Culture At Large

Stephen King on God (though don’t hold him to it)

Josh Larsen

While talking with Fresh Air’s Terry Gross yesterday to promote his new book, Joyland, novelist Stephen King spent a good deal of time discussing his religious upbringing and whether or not he believes in God.

Joyland is set in a 1973 amusement park, and that led King to compare carnival barkers to megachurch pastors – as well as contrast both to the restrained Methodist church of his youth. And while it’s hardly refined and liable to change (“I refuse to be pinned down to something that I said 10 or 12 years ago,” he says), King does offer an explanation as to why “there’s no downside” to faith. The entire interview is worth a listen, but King’s testimony, if you want to call it that, is below:

"I choose to believe it. ... I mean, there's no downside to that. If you say, 'Well, OK, I don't believe in God. There's no evidence of God,' then you're missing the stars in the sky and you're missing the sunrises and sunsets and you're missing the fact that bees pollinate all these crops and keep us alive and the way that everything seems to work together. Everything is sort of built in a way that to me suggests intelligent design. But, at the same time, there's a lot of things in life where you say to yourself, 'Well, if this is God's plan, it's very peculiar,' and you have to wonder about that guy's personality - the big guy's personality. And the thing is - I may have told you last time that I believe in God - what I'm saying now is I choose to believe in God, but I have serious doubts and I refuse to be pinned down to something that I said 10 or 12 years ago. I'm totally inconsistent."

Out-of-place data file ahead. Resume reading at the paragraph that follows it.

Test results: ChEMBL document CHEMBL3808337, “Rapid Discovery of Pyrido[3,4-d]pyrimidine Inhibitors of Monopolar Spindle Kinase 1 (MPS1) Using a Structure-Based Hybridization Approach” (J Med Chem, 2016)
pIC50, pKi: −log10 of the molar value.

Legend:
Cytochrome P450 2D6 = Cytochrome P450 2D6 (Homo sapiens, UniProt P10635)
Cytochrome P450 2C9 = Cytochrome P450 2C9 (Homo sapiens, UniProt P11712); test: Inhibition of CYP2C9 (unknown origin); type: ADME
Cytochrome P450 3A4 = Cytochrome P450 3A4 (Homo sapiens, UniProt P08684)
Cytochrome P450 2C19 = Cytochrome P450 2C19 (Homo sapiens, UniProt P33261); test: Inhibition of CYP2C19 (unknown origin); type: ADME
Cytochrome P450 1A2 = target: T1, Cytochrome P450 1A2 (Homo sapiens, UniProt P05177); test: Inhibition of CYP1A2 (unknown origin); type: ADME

Topics: Culture At Large, Arts & Leisure, Books, Theology & The Church, Faith, The Church